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Lucky Country for Some

Friday, 1 February 2013
Author: John Spoehr, The Adelaide Review

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A 'newstart' is needed on income support in Australia, as the unemployment rate and the Aussie dollar are set to rise.

Could you live on $35 per day and should we expect others to? Thousands do and many more are set to over the next 12 months as unemployment rises, driven by global instability and the high Australian dollar. For the vast majority of Australians, unemployment and underemployment are an involuntary experience. Many have few alternatives available to them while others find the jobs they are looking for. Personal support and further education and training help many. Whatever their circumstances all Australians deserve to live decent lives. The foundation for this is a fair income support system - one that is linked to a much more pragmatic view about cost of living in the 21st century.

The meagre Newstart allowance of $245 per week is not only out of step with what it costs to live a decent life in Australia, it entrenches poverty. Average weekly earnings in Australia are around five times greater while the poverty line (inclusive of housing costs) for a family of four is around $880 per week. It is time that it was increased significantly to lift rather than dampen the spirits of those who are forced to endure difficult times unemployed and have responsibility caring for others. Australia should aspire to be a nation that measures its success by the wellbeing of all who live in it, not just the success of those who are privileged. We must provide much greater support to those who are least advantaged, those who are the victims of workplace closures, layoffs and restructuring. We do nothing to dignify the lives of others by offering them allowances that fail to alleviate hardship and lift them out of poverty.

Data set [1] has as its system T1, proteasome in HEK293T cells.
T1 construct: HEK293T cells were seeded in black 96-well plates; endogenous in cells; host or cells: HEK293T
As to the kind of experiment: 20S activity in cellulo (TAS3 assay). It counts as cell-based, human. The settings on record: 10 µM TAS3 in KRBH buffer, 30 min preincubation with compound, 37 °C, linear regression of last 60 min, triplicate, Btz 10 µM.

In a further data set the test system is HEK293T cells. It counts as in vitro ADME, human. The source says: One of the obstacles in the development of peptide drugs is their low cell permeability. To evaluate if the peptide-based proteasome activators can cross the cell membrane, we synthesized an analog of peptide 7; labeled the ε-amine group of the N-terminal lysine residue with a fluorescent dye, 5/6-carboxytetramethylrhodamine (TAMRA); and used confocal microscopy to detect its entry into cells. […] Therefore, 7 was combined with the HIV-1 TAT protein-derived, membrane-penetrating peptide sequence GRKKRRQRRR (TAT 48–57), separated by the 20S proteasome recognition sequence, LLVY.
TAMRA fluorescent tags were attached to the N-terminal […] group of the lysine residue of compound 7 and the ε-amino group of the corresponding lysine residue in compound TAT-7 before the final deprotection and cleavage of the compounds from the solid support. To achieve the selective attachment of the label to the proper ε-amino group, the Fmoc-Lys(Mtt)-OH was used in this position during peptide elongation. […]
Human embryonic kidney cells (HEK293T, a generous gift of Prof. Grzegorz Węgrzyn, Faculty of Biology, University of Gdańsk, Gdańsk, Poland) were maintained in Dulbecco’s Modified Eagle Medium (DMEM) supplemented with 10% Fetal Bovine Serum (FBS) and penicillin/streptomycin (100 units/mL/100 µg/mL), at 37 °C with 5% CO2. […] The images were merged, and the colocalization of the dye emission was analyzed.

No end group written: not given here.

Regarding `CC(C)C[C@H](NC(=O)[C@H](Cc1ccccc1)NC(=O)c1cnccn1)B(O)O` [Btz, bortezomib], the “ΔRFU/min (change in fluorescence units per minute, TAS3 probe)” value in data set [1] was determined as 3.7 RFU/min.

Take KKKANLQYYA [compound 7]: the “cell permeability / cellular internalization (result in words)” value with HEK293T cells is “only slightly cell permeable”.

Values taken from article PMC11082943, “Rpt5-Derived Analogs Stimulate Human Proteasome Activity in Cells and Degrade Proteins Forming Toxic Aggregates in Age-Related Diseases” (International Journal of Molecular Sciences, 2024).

We do no favours to the economy by dampening the purchasing power of Australian income support recipients. The opposite is true. As cost of living pressures bite further into low income household budgets, those households will spend less in shops on food and clothes, placing further pressure on the retail sector in Australia and increasing demand on non-government emergency assistance providers (funded by government). Low income households tend to consume more locally produced goods and services than higher income earners, generating positive balance of payments pressures at a time when we need it.

If the Australian economy wavers in 2013, which it may well do in the face of sustained global instability, then these pressures will intensify. More Australians will be dependent on income support, further dampening domestic consumption. A vicious cycle of self-reinforcing decline will result if the Australian and State governments fail to bridge the investment gap.

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Associate Professor John Spoehr (email)
Executive Director
Australian Workplace Innovation and Social Research Centre (WISeR)
The University of Adelaide
Business: (08) 8313 3350